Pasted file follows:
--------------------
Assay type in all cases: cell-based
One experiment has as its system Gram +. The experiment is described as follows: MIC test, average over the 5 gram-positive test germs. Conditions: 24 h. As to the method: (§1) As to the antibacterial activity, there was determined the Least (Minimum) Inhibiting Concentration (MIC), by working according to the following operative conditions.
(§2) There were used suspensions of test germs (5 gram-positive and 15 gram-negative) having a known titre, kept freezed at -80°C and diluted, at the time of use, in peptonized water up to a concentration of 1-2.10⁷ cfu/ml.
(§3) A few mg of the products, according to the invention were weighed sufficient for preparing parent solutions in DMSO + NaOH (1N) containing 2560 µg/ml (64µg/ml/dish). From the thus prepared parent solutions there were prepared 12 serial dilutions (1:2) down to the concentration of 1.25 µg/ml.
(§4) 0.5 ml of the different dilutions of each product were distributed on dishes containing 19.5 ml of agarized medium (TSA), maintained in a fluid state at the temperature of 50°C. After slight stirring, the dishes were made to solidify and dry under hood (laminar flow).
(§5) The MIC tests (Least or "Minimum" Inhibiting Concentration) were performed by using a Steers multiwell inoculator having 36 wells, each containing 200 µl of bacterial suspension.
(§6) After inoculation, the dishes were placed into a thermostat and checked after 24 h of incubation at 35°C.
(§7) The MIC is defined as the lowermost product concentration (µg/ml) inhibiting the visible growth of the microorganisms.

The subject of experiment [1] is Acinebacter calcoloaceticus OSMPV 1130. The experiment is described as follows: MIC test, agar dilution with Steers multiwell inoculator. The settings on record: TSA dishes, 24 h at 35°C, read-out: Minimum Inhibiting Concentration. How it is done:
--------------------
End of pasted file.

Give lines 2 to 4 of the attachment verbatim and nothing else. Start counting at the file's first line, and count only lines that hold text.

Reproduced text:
One experiment has as its system Gram +. The experiment is described as follows: MIC test, average over the 5 gram-positive test germs. Conditions: 24 h. As to the method: (§1) As to the antibacterial activity, there was determined the Least (Minimum) Inhibiting Concentration (MIC), by working according to the following operative conditions.
(§2) There were used suspensions of test germs (5 gram-positive and 15 gram-negative) having a known titre, kept freezed at -80°C and diluted, at the time of use, in peptonized water up to a concentration of 1-2.10⁷ cfu/ml.
(§3) A few mg of the products, according to the invention were weighed sufficient for preparing parent solutions in DMSO + NaOH (1N) containing 2560 µg/ml (64µg/ml/dish). From the thus prepared parent solutions there were prepared 12 serial dilutions (1:2) down to the concentration of 1.25 µg/ml.